David J. Llewellyn, PhD; Iain A. Lang, PhD; Kenneth M. Langa, MD, PhD; Graciela Muniz-Terrera, PhD; Caroline L. Phillips, MS; Antonio Cherubini, MD; Luigi Ferrucci, MD, PhD; David Melzer, PhD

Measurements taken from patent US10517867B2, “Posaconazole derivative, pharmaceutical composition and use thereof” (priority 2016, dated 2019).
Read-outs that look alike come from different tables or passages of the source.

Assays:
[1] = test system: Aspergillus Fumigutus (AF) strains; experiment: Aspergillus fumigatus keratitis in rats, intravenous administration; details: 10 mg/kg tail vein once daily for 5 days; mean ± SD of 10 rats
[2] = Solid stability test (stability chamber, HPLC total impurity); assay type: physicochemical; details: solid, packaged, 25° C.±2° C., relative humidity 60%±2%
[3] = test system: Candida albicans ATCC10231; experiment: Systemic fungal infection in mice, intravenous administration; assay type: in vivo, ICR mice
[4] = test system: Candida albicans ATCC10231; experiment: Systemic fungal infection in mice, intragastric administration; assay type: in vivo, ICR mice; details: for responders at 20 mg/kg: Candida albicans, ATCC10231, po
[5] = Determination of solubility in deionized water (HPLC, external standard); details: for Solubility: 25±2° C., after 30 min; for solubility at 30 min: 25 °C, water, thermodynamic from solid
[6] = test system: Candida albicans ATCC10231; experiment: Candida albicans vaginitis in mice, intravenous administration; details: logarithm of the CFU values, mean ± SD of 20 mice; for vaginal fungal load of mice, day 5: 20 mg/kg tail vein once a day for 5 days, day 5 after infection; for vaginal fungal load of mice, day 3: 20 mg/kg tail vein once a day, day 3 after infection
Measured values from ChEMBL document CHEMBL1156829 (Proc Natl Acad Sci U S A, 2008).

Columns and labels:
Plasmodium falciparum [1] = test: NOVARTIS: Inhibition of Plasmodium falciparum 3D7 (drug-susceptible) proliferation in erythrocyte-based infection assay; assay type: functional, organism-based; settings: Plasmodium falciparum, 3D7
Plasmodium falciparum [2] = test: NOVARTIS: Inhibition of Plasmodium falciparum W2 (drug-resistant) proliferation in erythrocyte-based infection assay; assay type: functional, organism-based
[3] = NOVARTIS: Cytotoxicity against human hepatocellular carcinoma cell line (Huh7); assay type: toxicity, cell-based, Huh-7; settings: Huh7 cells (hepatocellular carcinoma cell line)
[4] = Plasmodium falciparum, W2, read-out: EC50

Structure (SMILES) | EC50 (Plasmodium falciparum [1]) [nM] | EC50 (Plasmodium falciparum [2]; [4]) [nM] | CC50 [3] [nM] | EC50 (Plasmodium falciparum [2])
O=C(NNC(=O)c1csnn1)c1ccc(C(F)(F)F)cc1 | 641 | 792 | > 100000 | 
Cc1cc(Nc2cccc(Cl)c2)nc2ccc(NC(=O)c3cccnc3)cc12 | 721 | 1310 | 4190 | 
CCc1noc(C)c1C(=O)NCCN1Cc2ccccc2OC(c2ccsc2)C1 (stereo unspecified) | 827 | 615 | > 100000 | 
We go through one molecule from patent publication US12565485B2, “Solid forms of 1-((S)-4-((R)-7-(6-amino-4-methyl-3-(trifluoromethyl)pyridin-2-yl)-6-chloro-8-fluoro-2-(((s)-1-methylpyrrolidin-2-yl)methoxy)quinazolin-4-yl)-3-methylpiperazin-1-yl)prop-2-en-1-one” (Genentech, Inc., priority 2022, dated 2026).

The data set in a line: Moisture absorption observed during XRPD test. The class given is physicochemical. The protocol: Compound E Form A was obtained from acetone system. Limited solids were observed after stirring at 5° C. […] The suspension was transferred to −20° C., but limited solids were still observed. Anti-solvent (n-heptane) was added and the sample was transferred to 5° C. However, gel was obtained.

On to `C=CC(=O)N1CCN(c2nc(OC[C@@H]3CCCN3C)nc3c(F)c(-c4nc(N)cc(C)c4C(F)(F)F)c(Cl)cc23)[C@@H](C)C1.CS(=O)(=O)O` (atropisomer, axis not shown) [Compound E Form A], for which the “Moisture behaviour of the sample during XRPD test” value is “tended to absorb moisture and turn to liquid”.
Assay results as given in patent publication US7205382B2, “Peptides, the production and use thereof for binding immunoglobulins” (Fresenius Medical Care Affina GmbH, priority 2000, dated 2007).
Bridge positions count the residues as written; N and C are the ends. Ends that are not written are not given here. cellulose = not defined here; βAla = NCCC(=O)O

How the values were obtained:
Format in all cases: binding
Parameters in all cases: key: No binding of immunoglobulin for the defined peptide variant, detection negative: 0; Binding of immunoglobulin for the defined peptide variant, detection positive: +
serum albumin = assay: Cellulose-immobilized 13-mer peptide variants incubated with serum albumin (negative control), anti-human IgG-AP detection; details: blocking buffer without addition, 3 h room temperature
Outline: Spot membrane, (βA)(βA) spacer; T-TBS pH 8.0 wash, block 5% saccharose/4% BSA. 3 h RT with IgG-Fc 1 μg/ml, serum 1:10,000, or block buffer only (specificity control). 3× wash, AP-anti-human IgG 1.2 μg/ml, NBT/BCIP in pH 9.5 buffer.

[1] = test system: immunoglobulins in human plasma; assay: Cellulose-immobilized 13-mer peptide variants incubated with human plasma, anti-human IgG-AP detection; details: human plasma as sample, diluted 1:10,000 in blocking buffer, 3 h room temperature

To our knowledge, no prospective study has examined the association between vitamin D and cognitive decline or dementia. We determined whether low levels of serum 25-hydroxyvitamin D (25[OH]D) were associated with an increased risk of substantial cognitive decline in the InCHIANTI population–based study conducted in Italy be- tween 1998 and 2006 with follow-up assessments every 3 years. A total of 858 adults 65 years or older completed interviews, cognitive assessments, and medical examinations and provided blood samples. Cognitive decline was assessed using the Mini-Mental State Examination (MMSE), and substantial decline was defined as 3 or more points. The Trail-Making Tests A and B were also used, and substantial decline was defined as the worst 10% of the distribution of decline or as discontinued testing.